#1. Cases where behavior explicitly violates existing rules, e.g. use of the wrong frequency, or equipment that doesn't comply with rules.
#2. Unanticipated interactions between systems that either lead to service degradation but do not self-evidently violate any rules, or raise complex legal issues of whether there is a violation.
Mike suggests that the second category includes "cellular booster" interference to cellular systems, police radar detector "fuzzbuster" interference to VSATs, the Nextel/public safety intermod problem in 800 MHz, and impairment of 700 MHz cellular due to FM transmitter harmonics (discussed on Mike’s blog).The fact that the spectrum community informally refers to both categories as enforcement problems while the second is actually a question of adjudication highlights a problem caused by the FCC’s rudimentary judicial function: while it has more than 250 people in the Enforcement Bureau (2014 Budget), it only has one (!) administrative law judge.
It seems to me that (1) being clear about the enforcement/adjudication distinction and (2) actually having an adjudication function separate from both rule making (the legislative function) and enforcement (the executive function) would not only help us think more clearly about spectrum problems but would also lead to quicker resolution, to everyone's benefit.
As an administrative agency (caveat: IANAL) the FCC combines the three branches of government under one roof: legislative, judicial and executive. It makes rules (legislative), decides whether they have been broken (judicial), and takes action to detect alleged violations, and punish them if violations are found (executive).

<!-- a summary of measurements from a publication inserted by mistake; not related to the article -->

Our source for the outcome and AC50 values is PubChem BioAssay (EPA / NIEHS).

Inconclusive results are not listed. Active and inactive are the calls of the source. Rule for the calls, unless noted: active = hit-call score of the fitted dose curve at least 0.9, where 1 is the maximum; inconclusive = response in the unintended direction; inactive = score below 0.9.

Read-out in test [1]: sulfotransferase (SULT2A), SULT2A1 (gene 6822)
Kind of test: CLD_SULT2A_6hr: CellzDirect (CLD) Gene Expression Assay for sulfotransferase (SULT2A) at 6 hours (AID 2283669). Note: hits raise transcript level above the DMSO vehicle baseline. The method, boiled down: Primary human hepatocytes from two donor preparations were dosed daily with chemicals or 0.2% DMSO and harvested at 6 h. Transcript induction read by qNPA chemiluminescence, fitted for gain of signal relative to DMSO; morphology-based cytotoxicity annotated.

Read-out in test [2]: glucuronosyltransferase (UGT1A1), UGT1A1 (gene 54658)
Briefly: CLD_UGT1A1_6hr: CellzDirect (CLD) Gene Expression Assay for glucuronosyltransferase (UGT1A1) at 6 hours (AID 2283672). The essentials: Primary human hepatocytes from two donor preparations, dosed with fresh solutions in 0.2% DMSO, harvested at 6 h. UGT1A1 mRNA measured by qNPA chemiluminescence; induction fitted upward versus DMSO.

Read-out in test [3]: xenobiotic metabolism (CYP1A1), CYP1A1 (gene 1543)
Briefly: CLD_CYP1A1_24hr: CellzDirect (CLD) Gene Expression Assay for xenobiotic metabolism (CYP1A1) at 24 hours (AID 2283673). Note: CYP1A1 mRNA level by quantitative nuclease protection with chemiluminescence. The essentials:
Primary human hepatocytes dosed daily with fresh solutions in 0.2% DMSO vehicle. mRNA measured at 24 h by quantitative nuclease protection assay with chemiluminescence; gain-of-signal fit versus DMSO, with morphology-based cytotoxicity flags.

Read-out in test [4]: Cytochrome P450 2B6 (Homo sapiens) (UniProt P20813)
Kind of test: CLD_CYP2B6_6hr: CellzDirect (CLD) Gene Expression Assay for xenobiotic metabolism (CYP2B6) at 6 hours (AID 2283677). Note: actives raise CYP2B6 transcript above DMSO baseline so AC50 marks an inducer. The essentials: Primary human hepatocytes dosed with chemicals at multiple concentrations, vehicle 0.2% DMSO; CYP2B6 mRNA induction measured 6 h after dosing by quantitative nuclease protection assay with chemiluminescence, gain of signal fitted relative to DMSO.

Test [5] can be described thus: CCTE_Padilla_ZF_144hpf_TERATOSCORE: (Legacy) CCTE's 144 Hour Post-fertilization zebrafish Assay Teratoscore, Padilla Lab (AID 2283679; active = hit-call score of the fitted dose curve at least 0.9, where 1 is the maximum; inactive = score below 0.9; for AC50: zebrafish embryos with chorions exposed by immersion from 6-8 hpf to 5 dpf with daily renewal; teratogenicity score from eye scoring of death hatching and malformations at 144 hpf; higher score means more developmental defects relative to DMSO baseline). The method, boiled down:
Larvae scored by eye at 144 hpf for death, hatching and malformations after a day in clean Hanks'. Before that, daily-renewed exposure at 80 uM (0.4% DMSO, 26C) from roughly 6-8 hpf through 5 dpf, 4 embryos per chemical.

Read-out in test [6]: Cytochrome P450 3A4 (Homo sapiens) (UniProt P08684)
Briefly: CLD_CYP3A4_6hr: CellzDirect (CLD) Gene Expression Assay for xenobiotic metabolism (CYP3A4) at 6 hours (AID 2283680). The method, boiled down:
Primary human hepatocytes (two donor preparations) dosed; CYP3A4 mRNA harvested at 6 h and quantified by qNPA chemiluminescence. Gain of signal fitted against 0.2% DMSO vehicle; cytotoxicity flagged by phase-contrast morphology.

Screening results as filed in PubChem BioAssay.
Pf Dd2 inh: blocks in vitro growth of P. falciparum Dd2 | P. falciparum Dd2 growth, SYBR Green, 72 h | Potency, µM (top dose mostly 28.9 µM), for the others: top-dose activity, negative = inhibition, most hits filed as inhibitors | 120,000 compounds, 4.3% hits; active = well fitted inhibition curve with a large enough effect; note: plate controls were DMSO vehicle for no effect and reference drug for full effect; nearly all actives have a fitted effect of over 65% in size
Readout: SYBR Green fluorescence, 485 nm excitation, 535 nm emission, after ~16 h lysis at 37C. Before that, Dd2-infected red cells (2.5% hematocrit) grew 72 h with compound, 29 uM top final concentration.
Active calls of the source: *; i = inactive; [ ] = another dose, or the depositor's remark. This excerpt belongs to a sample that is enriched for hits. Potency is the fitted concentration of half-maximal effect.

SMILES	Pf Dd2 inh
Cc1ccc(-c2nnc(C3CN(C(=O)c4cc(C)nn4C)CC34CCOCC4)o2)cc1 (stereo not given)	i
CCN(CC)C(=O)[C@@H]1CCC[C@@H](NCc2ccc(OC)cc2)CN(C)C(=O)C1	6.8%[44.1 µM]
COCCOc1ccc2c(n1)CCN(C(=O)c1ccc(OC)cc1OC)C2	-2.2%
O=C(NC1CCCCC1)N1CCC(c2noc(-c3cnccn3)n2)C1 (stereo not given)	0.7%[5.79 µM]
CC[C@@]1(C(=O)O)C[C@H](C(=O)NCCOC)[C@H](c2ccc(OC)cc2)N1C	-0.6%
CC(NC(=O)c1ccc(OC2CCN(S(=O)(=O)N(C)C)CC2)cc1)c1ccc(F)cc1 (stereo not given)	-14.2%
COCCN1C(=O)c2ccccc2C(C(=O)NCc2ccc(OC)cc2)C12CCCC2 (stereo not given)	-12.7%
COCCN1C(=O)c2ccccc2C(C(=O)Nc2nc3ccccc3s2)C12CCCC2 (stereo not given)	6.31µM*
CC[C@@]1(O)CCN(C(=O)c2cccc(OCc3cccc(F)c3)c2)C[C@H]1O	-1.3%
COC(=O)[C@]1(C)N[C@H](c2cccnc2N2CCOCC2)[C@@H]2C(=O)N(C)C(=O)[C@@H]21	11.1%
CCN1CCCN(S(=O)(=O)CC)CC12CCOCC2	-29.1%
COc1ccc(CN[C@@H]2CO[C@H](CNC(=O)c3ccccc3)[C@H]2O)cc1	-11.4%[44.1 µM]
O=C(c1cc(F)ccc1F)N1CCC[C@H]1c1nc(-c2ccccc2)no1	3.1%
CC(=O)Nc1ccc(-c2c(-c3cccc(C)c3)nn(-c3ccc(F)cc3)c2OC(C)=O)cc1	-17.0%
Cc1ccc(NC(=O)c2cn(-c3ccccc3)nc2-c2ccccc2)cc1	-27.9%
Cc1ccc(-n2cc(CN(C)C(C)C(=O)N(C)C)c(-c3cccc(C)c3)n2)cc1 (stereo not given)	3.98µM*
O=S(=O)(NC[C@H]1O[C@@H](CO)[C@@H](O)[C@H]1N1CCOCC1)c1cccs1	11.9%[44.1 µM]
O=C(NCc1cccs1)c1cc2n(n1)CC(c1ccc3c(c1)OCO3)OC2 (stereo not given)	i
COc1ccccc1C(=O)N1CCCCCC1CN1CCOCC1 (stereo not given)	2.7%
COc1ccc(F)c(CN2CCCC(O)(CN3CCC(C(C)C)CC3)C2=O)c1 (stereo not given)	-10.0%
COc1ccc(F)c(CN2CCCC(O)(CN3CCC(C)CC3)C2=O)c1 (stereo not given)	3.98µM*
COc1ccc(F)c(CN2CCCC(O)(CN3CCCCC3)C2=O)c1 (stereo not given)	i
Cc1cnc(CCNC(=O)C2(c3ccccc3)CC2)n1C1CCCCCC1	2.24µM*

Mike’s Category #1 (explicit violations of existing rules) is enforcement, defined by the OED as “the act of compelling observance of or compliance with a law, rule, or obligation”: it presupposes that adjudication has already taken place. The examples in Category #2 (unanticipated interactions) are actually questions of adjudication, i.e. “A formal judgment on a disputed matter” per the OED: they're difficult precisely because it's not clear whether there's been a violation, or by whom.
The FCC is very loosey-goosey on this distinction, as has been pointed out over the years; see e.g. Ellen Goodman’s 2004 Telecosm paper, Phil Weiser’s 2009 FCC Reform paper and our recent Hamilton Project paper.
Distinguishing clearly between these two categories could also address a blind spot about the need for enforcement in the Dynamic Spectrum Access (DSA) community. If enforcement is addressed at all by advocates of Spectrum Access Systems (SAS), it’s usually waved away with assurances that the rules in the database will solve all problems. (Jerry Park’s presentation at the January 2014 FCC 3.5 GHz SAS workshop is an exception, but even he focuses on attacks on the database, rather on how to decide disputes.)
Mike's distinction made me realize that the DSA/SAS community probably equates enforcement with Category #1. It's then plausible to believe that a system that prevents explicit rules violations solves, or more accurately obviates, "enforcement problems." However, the arcane interactions between radio systems in the wild and the difficulty in assigning responsibility for them make it important to highlight the Category #2 problems: these unintended issues are not only more likely to cause problems – and cause them unexpectedly – that failures in rule sets, but by their nature they will require judgment (in both a legal sense, and in the sense of requiring assessment of hard-to-compute complexities) to resolve.